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Hikonyan is the mascot of Hikone in Shiga prefecture. Hikonyan’s name combines two words. The beginning is the name of its city (Hikone), and the end is the Japanese sound for a cat’s meow (Nyan). Created in 2007 to mark the 400th anniversary of Hikone Castle, the cat even wears a samurai helmet inspired by an artifact in the castle museum.
Hikonyan has its roots in a local legend called li Naotaka, the 3rd lord of Hikone. The story tells of a white cat who saved li Naotaka, by inviting him inside a temple to shelter him from a terrible storm. This makes Hikonyan not only one of the cutest Japanese mascots, but also possibly the most related to Japanese mythology on this list.
You will love this mascot (if you’re a dog-lover). Sanomaru is a samurai dog mascot from Sano city in Tochigi prefecture, used to promote the city. It’s a huge, fuzzy, white puppy with delicate eyes and an adorable face.
Sanomaru wears symbols of famous local foods, such as a ramen noodle bowl as a hat and a fried potato skewers as a sword. These foods also just happen to be its town’s food specialty!
Fukka-chan is the mascot of the city Fukaya in Saitama Prefecture. It’s pretty shy, and its design is inspired by deers and rabbits. One thing that instantly catches your eye is Fukka-chan’s horns. You see, they’re leeks and a reference for the local specialty, Fukaya Negi (Japanese leeks).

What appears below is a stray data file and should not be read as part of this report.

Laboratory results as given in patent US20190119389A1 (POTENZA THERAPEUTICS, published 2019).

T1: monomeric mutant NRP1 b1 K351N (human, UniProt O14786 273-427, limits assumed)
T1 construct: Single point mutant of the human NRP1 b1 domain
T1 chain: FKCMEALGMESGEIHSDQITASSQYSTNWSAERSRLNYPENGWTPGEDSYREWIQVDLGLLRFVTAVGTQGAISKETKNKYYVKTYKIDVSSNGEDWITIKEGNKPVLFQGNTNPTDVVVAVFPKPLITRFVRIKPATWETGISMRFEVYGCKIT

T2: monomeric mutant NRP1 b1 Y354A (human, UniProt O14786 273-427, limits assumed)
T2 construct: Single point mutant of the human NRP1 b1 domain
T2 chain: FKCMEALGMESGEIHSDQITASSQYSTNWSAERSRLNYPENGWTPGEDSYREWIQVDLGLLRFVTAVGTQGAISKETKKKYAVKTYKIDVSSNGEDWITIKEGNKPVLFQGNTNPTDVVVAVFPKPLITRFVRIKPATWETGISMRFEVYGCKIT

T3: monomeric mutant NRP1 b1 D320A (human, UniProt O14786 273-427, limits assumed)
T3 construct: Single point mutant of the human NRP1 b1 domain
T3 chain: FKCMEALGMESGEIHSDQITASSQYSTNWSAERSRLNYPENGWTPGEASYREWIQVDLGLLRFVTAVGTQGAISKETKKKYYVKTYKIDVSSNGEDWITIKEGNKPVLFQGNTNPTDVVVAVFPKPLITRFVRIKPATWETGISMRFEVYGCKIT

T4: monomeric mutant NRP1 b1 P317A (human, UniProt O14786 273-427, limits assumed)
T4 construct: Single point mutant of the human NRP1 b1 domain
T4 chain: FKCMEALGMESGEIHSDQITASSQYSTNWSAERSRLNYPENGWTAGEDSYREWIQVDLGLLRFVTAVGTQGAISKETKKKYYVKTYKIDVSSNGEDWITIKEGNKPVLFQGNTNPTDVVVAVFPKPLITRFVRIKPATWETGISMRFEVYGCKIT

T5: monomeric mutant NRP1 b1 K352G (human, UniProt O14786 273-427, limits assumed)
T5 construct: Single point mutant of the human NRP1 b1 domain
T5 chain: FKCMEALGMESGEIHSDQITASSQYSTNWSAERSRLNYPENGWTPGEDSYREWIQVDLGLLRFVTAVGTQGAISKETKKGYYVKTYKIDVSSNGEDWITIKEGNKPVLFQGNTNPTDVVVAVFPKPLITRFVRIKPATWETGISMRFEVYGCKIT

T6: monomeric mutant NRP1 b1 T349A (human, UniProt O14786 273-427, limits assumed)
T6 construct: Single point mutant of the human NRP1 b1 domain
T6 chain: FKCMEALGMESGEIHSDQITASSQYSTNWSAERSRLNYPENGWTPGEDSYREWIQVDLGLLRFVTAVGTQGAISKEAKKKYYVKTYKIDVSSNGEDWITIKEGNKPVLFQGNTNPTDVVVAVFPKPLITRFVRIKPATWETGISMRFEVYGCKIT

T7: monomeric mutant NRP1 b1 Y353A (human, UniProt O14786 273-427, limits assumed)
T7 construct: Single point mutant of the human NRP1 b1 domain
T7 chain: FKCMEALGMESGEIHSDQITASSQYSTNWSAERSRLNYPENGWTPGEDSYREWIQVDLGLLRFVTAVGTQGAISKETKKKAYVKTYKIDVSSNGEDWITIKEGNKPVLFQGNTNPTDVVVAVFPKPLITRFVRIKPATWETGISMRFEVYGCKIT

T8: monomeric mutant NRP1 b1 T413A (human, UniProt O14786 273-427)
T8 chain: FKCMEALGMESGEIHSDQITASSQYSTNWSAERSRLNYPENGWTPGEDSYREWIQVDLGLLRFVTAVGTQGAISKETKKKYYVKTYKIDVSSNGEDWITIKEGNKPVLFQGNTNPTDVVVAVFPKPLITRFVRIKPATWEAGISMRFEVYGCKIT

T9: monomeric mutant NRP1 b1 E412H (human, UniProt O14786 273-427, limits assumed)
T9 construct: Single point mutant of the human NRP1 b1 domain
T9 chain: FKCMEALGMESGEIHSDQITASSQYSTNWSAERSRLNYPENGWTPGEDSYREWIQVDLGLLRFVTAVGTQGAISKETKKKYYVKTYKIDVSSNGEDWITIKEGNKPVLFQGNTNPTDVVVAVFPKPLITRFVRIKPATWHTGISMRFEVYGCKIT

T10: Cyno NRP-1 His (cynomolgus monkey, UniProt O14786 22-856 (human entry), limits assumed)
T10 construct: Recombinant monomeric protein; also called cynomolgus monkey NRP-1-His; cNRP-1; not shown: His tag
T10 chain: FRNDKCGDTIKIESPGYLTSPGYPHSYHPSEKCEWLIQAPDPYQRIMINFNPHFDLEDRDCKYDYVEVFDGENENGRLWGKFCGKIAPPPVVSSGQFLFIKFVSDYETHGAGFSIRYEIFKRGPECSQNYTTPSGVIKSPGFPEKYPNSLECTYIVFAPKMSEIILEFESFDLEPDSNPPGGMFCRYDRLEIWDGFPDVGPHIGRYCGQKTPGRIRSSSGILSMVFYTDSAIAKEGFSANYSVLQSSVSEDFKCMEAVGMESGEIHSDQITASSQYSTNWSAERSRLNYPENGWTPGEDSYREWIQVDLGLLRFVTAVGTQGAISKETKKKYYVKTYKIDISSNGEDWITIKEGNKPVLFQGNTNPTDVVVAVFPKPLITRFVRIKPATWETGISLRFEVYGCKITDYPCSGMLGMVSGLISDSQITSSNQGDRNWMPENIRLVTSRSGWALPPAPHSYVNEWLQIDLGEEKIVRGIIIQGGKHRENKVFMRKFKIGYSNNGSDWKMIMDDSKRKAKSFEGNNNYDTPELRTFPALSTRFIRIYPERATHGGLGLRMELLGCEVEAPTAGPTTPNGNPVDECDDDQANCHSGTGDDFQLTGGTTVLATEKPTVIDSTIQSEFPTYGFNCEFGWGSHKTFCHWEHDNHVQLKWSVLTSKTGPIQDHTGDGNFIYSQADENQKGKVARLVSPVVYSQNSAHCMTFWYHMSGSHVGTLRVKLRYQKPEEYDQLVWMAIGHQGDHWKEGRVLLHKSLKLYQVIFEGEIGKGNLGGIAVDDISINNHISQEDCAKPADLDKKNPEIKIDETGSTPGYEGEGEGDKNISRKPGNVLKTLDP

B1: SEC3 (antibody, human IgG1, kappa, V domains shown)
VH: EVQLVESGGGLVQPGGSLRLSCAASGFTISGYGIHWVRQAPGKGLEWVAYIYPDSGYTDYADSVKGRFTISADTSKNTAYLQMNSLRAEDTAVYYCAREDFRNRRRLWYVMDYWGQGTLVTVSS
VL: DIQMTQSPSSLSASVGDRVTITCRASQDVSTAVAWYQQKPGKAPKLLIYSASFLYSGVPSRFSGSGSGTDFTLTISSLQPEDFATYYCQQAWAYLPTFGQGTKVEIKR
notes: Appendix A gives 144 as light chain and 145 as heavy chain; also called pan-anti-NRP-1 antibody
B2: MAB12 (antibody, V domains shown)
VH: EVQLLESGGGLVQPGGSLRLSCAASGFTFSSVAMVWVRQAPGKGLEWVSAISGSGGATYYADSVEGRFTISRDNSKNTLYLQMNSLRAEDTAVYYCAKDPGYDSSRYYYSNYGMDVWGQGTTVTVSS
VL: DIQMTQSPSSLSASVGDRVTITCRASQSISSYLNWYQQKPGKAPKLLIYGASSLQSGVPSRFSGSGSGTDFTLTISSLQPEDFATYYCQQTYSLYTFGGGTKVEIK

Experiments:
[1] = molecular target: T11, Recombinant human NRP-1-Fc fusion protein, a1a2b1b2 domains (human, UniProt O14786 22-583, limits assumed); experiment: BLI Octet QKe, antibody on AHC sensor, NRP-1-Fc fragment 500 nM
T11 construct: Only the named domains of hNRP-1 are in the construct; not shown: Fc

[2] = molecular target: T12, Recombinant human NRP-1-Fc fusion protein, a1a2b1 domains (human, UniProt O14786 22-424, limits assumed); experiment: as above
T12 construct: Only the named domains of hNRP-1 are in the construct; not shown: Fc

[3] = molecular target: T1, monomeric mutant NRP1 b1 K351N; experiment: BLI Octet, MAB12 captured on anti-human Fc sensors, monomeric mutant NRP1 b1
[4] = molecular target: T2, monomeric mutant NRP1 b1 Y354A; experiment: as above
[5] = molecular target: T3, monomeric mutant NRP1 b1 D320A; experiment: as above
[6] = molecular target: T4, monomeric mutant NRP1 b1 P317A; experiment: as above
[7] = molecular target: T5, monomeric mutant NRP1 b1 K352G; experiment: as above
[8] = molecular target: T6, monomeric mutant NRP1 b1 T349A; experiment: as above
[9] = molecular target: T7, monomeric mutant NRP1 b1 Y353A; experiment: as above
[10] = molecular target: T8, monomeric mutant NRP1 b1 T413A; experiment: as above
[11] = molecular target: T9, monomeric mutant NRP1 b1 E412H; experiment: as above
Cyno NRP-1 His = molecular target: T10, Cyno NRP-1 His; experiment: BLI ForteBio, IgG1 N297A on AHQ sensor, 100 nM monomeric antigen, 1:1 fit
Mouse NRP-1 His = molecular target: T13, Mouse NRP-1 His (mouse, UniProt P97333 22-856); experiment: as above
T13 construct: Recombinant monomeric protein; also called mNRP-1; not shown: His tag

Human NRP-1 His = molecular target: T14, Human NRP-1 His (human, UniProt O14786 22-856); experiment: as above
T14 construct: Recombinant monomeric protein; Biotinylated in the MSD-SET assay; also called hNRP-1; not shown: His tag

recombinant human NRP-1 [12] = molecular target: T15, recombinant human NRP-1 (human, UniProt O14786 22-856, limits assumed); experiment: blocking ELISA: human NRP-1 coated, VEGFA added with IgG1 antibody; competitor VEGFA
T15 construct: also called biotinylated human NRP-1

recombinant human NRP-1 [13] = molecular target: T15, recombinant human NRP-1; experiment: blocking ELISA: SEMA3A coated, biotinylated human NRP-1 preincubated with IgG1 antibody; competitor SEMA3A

Fukaya is also renowned for its tulips, which is why Fukka-chan has tulip-shaped buttons on its green overalls.
Arukuma is a chubby, green-colored bear with a cute apple hat. How can you not instantly fall in love with this mascot? Arukuma represents the Nagano prefectural government and was designed to promote the attractiveness of the prefecture.
Apples are one of the prefecture’s specialty products, but Arukuma sometimes wears hoods in the shapes of different Nagano products, such as bottles of wine, mushrooms, or soba (a thin Japanese noodle made from buckwheat), or even a Buddhist temple, representing Zenkoji Temple in the city of Nagano.